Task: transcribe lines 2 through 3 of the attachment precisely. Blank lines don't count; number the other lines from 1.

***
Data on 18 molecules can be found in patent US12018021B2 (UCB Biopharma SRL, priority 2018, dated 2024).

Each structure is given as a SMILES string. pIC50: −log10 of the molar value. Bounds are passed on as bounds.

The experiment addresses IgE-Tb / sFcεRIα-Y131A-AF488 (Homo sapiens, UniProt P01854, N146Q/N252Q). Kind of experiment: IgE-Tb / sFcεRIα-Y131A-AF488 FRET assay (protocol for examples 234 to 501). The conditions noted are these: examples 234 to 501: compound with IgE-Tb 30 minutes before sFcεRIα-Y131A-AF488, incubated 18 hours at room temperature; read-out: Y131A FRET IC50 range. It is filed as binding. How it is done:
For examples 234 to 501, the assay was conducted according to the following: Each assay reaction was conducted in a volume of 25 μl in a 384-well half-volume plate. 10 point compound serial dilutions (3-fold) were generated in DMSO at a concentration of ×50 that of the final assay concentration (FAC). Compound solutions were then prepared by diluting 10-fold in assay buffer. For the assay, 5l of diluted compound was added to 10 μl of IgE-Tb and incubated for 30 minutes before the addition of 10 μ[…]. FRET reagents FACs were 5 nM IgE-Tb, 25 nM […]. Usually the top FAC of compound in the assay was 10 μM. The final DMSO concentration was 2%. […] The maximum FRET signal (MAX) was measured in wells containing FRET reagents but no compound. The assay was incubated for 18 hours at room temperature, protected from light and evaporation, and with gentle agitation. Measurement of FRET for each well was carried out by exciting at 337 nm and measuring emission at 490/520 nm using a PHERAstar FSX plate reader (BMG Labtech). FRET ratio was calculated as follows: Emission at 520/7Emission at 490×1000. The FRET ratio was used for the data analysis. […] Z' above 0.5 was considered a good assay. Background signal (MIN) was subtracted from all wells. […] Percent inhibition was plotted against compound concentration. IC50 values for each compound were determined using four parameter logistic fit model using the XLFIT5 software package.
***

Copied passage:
Each structure is given as a SMILES string. pIC50: −log10 of the molar value. Bounds are passed on as bounds.

The experiment addresses IgE-Tb / sFcεRIα-Y131A-AF488 (Homo sapiens, UniProt P01854, N146Q/N252Q). Kind of experiment: IgE-Tb / sFcεRIα-Y131A-AF488 FRET assay (protocol for examples 234 to 501). The conditions noted are these: examples 234 to 501: compound with IgE-Tb 30 minutes before sFcεRIα-Y131A-AF488, incubated 18 hours at room temperature; read-out: Y131A FRET IC50 range. It is filed as binding. How it is done: